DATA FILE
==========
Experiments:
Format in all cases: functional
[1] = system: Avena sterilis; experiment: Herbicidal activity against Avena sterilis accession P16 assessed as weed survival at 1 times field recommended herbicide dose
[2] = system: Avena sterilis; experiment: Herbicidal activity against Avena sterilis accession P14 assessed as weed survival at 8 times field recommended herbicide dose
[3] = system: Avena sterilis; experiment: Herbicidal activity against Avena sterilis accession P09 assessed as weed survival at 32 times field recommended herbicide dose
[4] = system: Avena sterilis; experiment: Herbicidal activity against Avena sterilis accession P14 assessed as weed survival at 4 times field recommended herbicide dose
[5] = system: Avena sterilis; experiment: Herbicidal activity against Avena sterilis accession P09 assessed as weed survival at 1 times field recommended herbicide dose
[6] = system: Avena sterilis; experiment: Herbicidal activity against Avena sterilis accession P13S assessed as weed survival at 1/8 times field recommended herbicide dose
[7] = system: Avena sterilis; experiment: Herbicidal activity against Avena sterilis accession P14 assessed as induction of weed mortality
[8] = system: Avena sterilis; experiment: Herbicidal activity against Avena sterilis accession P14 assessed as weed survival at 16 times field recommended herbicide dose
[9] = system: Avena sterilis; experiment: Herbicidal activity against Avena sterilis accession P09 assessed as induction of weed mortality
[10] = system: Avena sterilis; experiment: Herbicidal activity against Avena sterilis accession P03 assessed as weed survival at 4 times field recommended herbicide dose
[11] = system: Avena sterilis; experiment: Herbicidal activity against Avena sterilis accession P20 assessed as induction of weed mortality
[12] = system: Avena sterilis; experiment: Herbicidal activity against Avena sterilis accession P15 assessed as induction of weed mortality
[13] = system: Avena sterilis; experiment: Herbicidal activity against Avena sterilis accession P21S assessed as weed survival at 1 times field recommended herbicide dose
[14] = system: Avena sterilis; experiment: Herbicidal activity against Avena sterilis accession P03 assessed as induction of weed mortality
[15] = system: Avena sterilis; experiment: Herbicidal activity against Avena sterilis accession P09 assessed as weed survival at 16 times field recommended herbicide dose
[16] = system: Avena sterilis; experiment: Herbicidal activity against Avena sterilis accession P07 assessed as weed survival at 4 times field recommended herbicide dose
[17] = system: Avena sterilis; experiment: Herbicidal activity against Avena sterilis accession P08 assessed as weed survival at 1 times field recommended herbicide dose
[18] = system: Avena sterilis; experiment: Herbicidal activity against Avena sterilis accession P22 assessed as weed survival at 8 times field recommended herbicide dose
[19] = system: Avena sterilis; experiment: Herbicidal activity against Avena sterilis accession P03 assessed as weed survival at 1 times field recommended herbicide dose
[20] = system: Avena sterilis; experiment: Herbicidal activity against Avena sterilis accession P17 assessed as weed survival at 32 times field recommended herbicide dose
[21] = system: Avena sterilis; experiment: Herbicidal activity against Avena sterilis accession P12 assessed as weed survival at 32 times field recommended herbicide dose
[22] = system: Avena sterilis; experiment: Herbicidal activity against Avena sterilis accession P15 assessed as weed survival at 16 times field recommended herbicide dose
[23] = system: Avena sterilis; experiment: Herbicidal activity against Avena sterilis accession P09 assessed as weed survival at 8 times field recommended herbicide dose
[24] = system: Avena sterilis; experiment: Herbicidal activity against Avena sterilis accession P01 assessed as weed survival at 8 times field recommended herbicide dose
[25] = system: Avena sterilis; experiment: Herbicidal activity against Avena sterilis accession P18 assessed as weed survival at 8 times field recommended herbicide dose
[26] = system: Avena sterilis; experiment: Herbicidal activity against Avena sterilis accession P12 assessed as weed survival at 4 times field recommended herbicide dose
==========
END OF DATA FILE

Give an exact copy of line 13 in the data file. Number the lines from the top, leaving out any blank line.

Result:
[11] = system: Avena sterilis; experiment: Herbicidal activity against Avena sterilis accession P20 assessed as induction of weed mortality